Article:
I grew up surrounded by books. Old and new, cheap paperbacks and ancient hardbacks, crumbling pages bound in leather. When I was little, I would sit in front of the glass-fronted oak cases in our living room and let my eyes trail along endless spines, enchanted by the antiquity and promise of knowledge they all exuded.
My father is a book collector. To him, a used bookstore is the greatest treasure trove in the world. He could spend hours—days, even—wandering the isles, looking for gems. He taught me to love books—not only what they contain, but also their physicality. Their pages, the smell of ink and glue, the covers, whether tattered and old or new and shiny. I grew up with one ever-important rule, repeated over and over again: “Clare, you can read any book in this house, as long as you treat it with respect and love.”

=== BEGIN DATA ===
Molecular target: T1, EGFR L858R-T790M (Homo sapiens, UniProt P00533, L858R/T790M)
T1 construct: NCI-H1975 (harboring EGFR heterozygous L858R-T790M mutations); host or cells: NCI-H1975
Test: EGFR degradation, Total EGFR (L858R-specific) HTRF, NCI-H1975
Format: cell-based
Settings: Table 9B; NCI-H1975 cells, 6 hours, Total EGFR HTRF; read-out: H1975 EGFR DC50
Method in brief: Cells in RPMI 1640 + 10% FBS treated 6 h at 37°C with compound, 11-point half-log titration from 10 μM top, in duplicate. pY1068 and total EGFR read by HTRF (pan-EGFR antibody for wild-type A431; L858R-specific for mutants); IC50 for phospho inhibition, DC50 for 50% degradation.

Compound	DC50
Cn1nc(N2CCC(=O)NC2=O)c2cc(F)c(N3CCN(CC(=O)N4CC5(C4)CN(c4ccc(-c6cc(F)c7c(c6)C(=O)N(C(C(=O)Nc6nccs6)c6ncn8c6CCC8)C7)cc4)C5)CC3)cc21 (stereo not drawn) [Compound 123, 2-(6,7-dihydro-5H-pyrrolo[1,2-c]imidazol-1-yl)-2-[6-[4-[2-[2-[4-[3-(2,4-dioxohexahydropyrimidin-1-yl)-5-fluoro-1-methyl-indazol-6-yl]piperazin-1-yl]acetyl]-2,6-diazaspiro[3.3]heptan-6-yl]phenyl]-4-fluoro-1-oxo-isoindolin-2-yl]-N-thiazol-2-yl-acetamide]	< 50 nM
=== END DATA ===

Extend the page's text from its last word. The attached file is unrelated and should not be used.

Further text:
I have. From Austen and Kerouac to astronomy and hermetic magic, I have voraciously absorbed whatever my home’s library had to offer. Supplemented by regular trips to the library to satisfy further cravings, my childhood was a long string of stories, of pages turned and words sounded out and endless learning.
Growing up in a household that holds books in such high regard has profoundly effected my passions and…
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